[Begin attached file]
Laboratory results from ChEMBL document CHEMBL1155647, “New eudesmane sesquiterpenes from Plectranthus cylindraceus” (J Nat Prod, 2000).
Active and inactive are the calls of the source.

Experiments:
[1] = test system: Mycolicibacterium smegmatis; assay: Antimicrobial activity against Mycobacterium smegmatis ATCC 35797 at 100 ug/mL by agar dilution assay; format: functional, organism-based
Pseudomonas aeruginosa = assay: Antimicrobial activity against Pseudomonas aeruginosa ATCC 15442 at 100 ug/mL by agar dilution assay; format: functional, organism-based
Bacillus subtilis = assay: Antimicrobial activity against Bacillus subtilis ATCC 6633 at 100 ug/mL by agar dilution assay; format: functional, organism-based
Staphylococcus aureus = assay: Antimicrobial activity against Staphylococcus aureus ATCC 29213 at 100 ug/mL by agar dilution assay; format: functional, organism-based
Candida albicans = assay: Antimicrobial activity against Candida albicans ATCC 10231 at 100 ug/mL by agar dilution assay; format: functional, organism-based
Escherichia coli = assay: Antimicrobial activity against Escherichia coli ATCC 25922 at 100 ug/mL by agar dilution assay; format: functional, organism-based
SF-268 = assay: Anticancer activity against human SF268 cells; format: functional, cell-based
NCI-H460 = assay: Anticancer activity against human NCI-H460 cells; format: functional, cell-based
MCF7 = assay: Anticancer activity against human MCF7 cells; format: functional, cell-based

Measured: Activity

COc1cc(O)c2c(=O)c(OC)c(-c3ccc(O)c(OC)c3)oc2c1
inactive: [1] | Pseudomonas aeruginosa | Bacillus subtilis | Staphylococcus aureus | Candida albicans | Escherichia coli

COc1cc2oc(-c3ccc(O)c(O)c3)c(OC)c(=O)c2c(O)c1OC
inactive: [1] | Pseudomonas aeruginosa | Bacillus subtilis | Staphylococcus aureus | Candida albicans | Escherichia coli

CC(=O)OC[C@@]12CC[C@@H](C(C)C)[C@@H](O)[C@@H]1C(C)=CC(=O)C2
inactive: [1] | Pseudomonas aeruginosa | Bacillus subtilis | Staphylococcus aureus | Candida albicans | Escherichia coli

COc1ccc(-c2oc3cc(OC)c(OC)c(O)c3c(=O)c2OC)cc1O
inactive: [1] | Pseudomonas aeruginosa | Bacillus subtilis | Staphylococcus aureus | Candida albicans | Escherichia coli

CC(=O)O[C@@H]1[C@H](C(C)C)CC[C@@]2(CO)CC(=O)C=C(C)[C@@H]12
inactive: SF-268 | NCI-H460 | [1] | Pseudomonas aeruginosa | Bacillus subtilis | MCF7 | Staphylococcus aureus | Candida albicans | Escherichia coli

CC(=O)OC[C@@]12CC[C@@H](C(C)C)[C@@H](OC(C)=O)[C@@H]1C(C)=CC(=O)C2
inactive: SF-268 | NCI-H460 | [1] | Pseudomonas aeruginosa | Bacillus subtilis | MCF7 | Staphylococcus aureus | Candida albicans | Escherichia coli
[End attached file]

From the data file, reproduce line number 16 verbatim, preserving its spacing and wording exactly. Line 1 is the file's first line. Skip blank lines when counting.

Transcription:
COc1cc2oc(-c3ccc(O)c(O)c3)c(OC)c(=O)c2c(O)c1OC